As perhaps a somewhat brighter aside, where else in the world would a debate over the appointment of the head of a dance school actively involve the office of the president of the country ?


#146 solo

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Posted 07 November 2013 - 05:08 AM

As perhaps a somewhat brighter aside, where else in the world would a debate over the appointment of the head of a dance school actively involve the office of the president of the country ?


Unfortunately, this governance from above proves the Russia's addiction to totalitarianism. The top cultural institutions are treated as a part of the ruling Court.

#147 tamicute

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Posted 07 November 2013 - 05:56 AM

 

As perhaps a somewhat brighter aside, where else in the world would a debate over the appointment of the head of a dance school actively involve the office of the president of the country ?

 

It is not the bright side, but the dark side of the political situation in Russia. President Obama does not appoint the director of the Metropolitan Opera House, but President Putin in 1995 appointed his friend, Gergiev, as director of Mariinsky Theater. In 2000, Bolshoi director, Vladimir Vasiliev, the most famous Russian dancer, who did not defect, heard on the radio that Putin had issued the removal of Vasiliev as Bolshoi director. Recently, Putin ordered the removal of Iskanov as Bolshoi Theater director and many believe that it was Zakharova's influence on Putin, who caused Iskanov's removal. Lastly, Gergiev's influence with Putin, who appointed him as Mariinsky director, made Putin order the Ministry of Culture to remove the decades long director of Museum of Arts History, one of 3 insititutions which Gergiev desired to join with Mariinsky, under his control. Gergiev with the orders from Putin to the Minister of Culture, removed the director to the dismay of all employees and hired a director with no previous experience in the Arts. Now Gergiev, once again using the Minister of culture, under the orders of Putin, issued the removal of the Vaganova main director, Dorofeeva, and has Asylmuratova hanging in limbo.

You can see all of this story on Youtube in this video

http://www.youtube.c...h?v=iKtoH41hMTs

This video was put on the Vaganova website home page (or maybe Vaganova facebook page) by Mariinsky dancer, Ilya Kuznetsov, who has severely criticized Gergiev for his wrong doing.

 

Most definitely this does not show the bright side of Russia, but the evil dark side where great people in their positions are removed because of the desires of others who have close relationships with President Putin.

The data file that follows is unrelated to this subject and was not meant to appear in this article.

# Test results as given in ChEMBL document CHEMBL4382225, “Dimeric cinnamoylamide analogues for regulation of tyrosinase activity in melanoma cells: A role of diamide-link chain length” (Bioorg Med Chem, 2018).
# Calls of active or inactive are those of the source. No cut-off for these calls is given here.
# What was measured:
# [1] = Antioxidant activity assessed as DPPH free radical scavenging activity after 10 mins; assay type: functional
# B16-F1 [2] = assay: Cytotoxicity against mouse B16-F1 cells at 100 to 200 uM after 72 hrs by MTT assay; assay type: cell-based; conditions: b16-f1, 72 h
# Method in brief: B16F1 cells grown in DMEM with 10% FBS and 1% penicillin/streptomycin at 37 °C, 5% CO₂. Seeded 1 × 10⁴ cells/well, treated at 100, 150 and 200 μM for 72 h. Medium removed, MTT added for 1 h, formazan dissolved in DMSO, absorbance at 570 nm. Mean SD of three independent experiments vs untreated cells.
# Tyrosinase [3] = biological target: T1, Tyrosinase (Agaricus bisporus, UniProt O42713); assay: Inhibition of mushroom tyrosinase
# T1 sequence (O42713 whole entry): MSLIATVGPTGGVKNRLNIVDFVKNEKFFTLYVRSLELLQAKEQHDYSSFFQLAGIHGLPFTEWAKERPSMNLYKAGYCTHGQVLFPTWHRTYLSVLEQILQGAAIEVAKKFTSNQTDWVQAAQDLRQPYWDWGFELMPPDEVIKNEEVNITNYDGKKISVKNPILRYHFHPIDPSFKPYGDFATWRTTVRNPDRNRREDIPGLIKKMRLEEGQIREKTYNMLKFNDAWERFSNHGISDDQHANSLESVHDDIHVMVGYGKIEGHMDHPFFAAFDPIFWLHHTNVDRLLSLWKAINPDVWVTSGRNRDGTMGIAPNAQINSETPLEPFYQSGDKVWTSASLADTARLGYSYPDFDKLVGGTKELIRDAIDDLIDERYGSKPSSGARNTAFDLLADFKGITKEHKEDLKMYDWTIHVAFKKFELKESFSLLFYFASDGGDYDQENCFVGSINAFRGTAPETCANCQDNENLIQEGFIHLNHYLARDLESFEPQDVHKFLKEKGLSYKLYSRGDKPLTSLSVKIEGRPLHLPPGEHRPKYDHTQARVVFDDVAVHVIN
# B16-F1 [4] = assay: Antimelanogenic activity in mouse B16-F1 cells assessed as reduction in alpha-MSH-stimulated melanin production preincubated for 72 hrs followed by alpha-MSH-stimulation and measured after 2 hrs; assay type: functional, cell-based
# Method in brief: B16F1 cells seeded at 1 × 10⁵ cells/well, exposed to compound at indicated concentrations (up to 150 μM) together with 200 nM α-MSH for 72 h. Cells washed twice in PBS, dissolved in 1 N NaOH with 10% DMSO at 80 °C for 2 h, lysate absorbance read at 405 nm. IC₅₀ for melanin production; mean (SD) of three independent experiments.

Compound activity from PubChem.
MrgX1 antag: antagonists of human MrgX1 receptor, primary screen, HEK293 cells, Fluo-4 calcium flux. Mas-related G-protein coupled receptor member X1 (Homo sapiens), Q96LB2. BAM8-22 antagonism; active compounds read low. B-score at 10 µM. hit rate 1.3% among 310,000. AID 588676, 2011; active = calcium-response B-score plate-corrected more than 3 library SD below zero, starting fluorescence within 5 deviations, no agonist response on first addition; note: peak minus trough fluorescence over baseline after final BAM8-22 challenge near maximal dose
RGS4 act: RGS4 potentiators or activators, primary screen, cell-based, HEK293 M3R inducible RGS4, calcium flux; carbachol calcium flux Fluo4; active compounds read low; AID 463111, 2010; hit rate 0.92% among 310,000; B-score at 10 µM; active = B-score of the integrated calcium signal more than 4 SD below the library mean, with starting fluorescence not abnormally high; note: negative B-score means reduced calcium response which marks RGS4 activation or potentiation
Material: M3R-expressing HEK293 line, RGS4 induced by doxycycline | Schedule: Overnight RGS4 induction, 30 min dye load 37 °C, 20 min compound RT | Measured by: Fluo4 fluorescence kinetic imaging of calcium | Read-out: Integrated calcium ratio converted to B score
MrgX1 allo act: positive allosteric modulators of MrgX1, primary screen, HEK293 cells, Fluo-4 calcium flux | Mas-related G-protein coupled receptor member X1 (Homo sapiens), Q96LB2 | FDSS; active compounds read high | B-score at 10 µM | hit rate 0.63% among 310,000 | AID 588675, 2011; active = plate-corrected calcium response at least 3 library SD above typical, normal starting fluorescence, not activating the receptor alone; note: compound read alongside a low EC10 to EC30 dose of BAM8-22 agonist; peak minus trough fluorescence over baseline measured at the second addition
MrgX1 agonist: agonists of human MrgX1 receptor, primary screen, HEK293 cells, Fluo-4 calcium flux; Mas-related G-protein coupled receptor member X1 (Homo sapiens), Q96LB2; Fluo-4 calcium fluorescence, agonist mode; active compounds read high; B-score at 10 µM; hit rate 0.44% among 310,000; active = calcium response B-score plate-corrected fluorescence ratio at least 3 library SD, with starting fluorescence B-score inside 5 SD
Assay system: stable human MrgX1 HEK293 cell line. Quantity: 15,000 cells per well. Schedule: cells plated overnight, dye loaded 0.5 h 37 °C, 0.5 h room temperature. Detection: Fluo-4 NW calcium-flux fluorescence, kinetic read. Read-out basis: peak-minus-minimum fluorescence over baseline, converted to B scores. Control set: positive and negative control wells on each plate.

#148 Buddy

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Posted 07 November 2013 - 06:39 AM

I can understand the political aspects that are being discussed here and  I don't mean to dismiss them. My point was mainly to call attention to the popular importance  and love of a particular art form in a particular country. 



#149 tamicute

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Posted 07 November 2013 - 06:53 AM

I can understand the political aspects that are being discussed here and  I don't mean to dismiss them. My point was mainly to call attention to the importance  and love of a particular art form in a particular country. 

It is not the love of an art form, but the reality that in Russia anything can be manipulated. As an example, there might be a wealthy and powerful businessman who operates a garbage service, who has a rival interfering with his dominance of that garbage business. If he has a strong friendship with Putin or any other high ranking politician, his rival will be removed from his position through a variety of possibilities. 
I would not consider that as the importance of the art form of garbage pickup in Russia, but political friends doing favors. That is all that is happening with ballet in Russia, but the key is that the arts are big money in Russia and likely to get Putin's attention.

#150 Amy Reusch

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Posted 07 November 2013 - 06:55 AM

I can't quote Buddy from this device, but reading his question was reminded of Napoleon's influence on the Paris Opera Ballet...

"Napoleon took control of the company in 1802 and with the declaration of the French Empire in 1804 renamed the company the Académie Impériale de Musique." ~ Wikipedia's Paris Opera entry